And I could not help but reflect on the fact that I, in my first suburban home (in the town I still live in), had more diversity than that entire room. An African-American family on one side, Polish immigrants on the other. A Mexican and Pakistani family across the street, and Irish family (the husband was actually from Ireland) behind us. When they moved out another African-American family moved in. The home we live in now (less than a mile away from the other) is different but not by much. We played last week with a family from Mumbai/Bombay who lives across the street. A Canadian lives next door to them. Up the street a Chinese family and another family of Indian descent. Elderly folks and newborns up and down the block in each direction.
My hope is for the blaming and bashing of suburbia to end and the beginning of a truly reflective conversation to begin. It is possible to have rich experiences of community, mixed neighborhoods, and a concern for the world while living outside the city. I will be completely honest when I tell you that NONE of my suburban friends are careless or indifferent about the world or their communities. None of them.
They partner with their schools, local charities, they clean up parks, they walk everywhere that they can, they take the train, they take the bus, they know their neighbors, they make meals for people, they babysit one another's kids. they do life together.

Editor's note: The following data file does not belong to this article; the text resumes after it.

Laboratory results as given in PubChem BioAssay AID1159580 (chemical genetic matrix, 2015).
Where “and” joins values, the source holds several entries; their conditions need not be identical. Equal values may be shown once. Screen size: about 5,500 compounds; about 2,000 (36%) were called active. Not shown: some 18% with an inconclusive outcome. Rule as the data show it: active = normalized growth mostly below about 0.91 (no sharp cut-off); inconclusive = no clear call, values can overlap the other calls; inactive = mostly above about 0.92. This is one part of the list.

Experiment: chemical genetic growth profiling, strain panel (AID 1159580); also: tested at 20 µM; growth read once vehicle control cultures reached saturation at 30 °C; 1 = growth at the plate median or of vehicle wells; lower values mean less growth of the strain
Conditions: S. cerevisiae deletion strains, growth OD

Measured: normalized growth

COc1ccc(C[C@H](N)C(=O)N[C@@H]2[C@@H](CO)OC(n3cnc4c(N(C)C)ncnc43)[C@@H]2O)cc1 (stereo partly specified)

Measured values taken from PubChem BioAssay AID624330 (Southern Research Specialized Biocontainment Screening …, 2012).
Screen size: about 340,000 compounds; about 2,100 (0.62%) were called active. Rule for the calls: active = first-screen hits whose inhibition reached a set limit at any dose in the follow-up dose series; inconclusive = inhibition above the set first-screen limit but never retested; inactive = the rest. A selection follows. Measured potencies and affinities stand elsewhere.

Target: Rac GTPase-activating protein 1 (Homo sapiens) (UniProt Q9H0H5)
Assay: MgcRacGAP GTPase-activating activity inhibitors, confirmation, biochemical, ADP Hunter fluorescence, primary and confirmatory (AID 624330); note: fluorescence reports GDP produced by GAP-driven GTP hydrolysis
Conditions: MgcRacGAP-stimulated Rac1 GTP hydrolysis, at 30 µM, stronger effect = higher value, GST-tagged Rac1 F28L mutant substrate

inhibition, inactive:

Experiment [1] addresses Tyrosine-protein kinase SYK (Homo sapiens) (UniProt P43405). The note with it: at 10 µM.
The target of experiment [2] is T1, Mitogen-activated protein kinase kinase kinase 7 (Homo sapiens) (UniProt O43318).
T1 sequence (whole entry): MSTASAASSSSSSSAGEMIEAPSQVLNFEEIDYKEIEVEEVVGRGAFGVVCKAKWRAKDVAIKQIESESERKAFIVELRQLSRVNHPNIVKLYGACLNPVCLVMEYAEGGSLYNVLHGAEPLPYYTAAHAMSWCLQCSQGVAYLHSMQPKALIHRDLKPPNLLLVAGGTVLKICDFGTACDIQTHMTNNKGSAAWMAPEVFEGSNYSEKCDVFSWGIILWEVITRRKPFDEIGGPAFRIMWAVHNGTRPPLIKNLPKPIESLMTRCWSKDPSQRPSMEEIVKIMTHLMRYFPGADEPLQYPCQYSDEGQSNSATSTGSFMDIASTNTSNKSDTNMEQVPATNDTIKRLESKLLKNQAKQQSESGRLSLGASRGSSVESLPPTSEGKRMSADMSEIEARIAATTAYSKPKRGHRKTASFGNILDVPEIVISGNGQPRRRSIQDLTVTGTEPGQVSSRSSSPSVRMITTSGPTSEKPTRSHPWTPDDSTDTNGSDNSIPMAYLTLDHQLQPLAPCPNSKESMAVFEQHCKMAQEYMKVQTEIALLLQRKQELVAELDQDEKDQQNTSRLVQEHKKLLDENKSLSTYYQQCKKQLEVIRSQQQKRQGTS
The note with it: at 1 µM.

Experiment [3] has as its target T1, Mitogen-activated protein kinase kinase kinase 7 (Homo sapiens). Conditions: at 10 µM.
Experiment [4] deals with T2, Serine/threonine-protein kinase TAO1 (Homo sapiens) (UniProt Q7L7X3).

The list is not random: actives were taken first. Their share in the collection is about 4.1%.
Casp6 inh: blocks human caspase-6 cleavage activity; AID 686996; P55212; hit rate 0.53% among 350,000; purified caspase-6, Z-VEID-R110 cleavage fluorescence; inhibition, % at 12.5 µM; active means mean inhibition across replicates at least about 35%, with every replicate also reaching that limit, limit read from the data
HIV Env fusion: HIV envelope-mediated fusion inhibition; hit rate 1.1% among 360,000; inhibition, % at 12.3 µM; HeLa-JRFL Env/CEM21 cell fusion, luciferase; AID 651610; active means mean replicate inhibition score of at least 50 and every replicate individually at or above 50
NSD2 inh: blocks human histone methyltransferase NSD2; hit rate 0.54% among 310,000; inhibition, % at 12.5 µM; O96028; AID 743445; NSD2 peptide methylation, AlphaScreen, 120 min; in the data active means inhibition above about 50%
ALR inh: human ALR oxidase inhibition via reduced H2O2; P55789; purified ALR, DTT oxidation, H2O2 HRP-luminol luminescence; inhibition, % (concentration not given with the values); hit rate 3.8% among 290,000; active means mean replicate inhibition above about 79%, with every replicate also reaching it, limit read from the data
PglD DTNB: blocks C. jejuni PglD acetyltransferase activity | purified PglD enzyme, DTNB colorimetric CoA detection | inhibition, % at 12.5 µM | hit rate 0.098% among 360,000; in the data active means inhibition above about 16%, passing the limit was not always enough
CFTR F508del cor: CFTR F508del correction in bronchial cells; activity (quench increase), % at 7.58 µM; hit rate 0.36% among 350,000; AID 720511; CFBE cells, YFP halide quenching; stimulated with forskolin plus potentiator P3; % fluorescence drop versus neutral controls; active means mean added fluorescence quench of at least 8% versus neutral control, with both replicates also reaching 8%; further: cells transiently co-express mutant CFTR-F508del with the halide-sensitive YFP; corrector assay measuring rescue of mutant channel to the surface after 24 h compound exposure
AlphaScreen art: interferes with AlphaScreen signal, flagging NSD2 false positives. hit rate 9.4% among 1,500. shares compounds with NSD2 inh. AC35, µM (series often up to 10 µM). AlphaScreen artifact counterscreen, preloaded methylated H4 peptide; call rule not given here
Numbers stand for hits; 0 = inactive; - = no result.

And I understand that you will find segregation, over-consumption, and ignorance in the burbs. This is not to excuse these behaviors. But we have to reach a point where we engage suburbanites in the conversation rather than simply sloughing them off as the impossibly ignorant over-consumers. Americans in general fit this description, not just those who chose the burbs. We need to see suburbia as a fertile field for change rather than the receptacle of all things thoughtless.
One last comment, when it comes to whole of urban/suburban life (where statistically 80% of Americans dwell) it seems that we consistently judge those who are farther out from the city. Most who live in the city shrug their shoulders at those in what David Brooks calls the inner-ring burbs. I live in the "inner-ring" where I can hop a train and do not see track housing, so I have snubbed my nose at those in the "exurbs", in track housing without a train station. Those folks can look down on the people building the newest homes on the outer edges of urban sprawl. The ones who "stole" their view of the landscape.
The trick is to start looking in. To ask ourselves what is good about the city or the other suburbs and rural communities around us and start strengthening those things because they make sense, not because they are an urban or suburban thing to do. It's more about making a commitment to live a life of community and connection wherever you are, not about a trendy loft or edgy coffee shop.
And ultimately, I hope the conversation is more about our love for neighbor rather than our disdain for neighborhood. For out of love the greatest sacrifices and commitments are made. Out of disdain we just further alienate and separate ourselves.
Tracey Bianchi blogs about finding a saner, greener life from the heart of the Chicago suburbs. She wrote Green Mama: The Guilt-Free Guide to Helping You and Your Kids Save the Planet (Zondervan 2009) and blogs at traceybianchi.com.